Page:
• Genetically modified yeast and bacteria can mimic animal-derived collagen.

But this science is pretty new. Finding actual vegan collagen products or supplements in stores near your or at an affordable price is still a challenge. It’s coming, but I don’t think we are there yet. More commonly, you will see vegan collagen supplements advertised as “collagen boosters”. Let’s talk about this.  

Vegan Collagen Boosters

Since actual vegan collagen is hard to come by, most companies sell collagen boosters as supplements. Collagen boosters contain the individual amino acids needed for the body to produce collage (glycine, lysine, and proline, etc.) and other vitamins and minerals that support healthy collagen production. Collagen boosters come as powders mixed with liquid daily or capsules or tablets taken once daily.  

Monat Collagen Key

Vegan collagen powder Monat

Photo by Brooks + Co

As a Market Partner with Monat, I got early access to Collagen Key, a vegan collagen booster. Collagen Key contains vegan-sourced amino acids to support collagen production*. It also contains vitamin c, b vitamins, biotin, resveratrol, and hyaluronic acid to encourage the healthy appearance of hair, skin, and nails*.  

Collagen Key is peach berry flavor and mixes easily in 8 ounces of water; tastes great. I also like to mix it with Energy or Greens. I’ve been using it for the past month and have noticed improvements in my hair, skin, and nails, similar to when I used animal souced collagen supplements a few years ago. But, this product is vegan, tastes much better, and is less expensive for me. I’m happy with it and will keep using it.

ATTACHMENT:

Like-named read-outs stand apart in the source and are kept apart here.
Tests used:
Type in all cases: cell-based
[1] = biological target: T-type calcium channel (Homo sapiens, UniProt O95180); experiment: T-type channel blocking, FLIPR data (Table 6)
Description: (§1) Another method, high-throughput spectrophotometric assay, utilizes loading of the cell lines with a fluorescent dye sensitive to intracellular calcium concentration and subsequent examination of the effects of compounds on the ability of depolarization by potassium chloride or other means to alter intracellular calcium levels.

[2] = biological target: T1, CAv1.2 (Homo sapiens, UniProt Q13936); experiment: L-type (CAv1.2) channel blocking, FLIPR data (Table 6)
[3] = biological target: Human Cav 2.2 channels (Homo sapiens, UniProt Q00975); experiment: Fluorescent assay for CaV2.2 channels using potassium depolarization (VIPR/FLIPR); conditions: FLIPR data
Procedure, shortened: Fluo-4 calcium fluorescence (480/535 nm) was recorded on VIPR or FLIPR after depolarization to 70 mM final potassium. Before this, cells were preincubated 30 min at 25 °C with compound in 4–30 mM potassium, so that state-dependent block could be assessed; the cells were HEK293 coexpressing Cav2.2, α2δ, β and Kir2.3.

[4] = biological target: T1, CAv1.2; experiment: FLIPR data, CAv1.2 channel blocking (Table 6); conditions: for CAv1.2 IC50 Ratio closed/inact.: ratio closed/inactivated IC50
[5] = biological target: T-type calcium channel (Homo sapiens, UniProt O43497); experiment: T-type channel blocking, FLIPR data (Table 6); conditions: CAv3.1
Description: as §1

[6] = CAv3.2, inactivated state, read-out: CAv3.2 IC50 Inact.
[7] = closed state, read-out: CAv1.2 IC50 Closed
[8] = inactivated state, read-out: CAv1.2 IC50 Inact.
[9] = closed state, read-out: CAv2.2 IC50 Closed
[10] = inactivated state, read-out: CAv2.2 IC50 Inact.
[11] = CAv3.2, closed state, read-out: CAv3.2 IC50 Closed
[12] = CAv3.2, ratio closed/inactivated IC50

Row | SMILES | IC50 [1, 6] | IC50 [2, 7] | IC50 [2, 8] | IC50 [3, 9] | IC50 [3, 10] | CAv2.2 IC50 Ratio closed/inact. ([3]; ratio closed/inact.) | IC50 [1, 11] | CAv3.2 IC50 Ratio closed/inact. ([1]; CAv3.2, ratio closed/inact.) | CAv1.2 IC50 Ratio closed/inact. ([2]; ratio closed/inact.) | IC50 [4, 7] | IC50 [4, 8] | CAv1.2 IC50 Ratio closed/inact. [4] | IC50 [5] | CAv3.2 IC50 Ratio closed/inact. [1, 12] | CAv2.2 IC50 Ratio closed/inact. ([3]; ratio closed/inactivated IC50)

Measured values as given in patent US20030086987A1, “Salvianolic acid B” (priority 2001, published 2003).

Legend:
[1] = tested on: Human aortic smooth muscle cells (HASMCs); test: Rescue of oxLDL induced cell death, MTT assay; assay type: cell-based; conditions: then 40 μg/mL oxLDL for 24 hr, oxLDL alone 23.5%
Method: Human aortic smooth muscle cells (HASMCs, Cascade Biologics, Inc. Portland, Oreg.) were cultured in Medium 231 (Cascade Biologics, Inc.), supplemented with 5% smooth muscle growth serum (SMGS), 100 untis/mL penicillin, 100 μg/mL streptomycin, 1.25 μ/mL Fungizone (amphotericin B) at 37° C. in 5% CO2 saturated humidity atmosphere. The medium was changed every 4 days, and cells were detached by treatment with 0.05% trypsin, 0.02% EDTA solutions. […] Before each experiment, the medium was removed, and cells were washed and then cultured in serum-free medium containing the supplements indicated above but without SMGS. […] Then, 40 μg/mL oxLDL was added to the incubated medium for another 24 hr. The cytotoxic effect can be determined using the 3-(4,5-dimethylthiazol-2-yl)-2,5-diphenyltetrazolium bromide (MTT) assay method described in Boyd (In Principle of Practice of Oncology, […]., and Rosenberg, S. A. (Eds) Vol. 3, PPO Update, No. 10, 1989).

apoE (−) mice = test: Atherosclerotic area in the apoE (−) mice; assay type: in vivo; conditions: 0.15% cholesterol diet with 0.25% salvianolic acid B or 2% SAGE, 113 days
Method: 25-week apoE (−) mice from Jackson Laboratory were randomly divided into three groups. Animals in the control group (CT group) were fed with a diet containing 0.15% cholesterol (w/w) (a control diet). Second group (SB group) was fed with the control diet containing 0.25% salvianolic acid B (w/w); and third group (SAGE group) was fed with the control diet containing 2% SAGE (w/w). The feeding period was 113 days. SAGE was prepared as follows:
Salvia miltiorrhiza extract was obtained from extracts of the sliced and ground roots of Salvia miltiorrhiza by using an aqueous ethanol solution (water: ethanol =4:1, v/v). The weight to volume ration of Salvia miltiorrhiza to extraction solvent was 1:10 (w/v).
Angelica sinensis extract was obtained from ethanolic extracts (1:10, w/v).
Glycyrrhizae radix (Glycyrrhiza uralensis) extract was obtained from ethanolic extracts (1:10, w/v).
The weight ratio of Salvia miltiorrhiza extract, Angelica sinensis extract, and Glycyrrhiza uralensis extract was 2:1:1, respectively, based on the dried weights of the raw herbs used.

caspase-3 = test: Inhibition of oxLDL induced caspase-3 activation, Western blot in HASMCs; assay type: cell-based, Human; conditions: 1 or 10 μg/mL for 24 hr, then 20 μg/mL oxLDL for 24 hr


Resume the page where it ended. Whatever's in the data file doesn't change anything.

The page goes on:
*FDA Disclaimer: These statements have not been evaluated by the Food and Drug Administration. These products are not intended to diagnose, treat, cure, or prevent any disease. 

My Final Thoughts on Vegan Collagen Supplements

Based on everything I learned while writing this blog, I’m no longer comfortable using animal-sourced collagen supplements. If you are looking for healthier hair, skin, and nails through collagen supplementation, I encourage you to consider a plant-based collagen diet. I also recommend a vegan collagen booster supplement. This best supplement is one that you love to take every day, but I’m currently loving Monat Collagen Key.  

 I hope you found this information helpful. Feel free to reach out if you have any questions on this topic or particular products. Either way, I’m happy to help.